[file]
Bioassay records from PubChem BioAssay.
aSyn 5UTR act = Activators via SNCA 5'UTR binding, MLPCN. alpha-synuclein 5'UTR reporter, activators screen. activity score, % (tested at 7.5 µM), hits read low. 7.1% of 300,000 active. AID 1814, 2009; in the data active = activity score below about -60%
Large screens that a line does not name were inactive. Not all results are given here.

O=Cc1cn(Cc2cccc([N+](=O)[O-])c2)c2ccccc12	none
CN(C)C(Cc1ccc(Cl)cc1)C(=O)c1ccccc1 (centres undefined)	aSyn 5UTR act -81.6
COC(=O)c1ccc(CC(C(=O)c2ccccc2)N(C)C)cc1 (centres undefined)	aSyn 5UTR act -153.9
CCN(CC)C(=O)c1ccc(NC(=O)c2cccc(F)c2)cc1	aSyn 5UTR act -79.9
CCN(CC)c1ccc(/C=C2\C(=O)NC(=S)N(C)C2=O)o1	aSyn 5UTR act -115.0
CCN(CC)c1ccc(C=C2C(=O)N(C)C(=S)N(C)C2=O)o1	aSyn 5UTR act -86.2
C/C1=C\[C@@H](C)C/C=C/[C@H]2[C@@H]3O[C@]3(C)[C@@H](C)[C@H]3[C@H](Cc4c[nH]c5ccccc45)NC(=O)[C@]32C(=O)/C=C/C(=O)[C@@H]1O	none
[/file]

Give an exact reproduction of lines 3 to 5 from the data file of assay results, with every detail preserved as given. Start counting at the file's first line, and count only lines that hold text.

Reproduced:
Large screens that a line does not name were inactive. Not all results are given here.

O=Cc1cn(Cc2cccc([N+](=O)[O-])c2)c2ccccc12	none
CN(C)C(Cc1ccc(Cl)cc1)C(=O)c1ccccc1 (centres undefined)	aSyn 5UTR act -81.6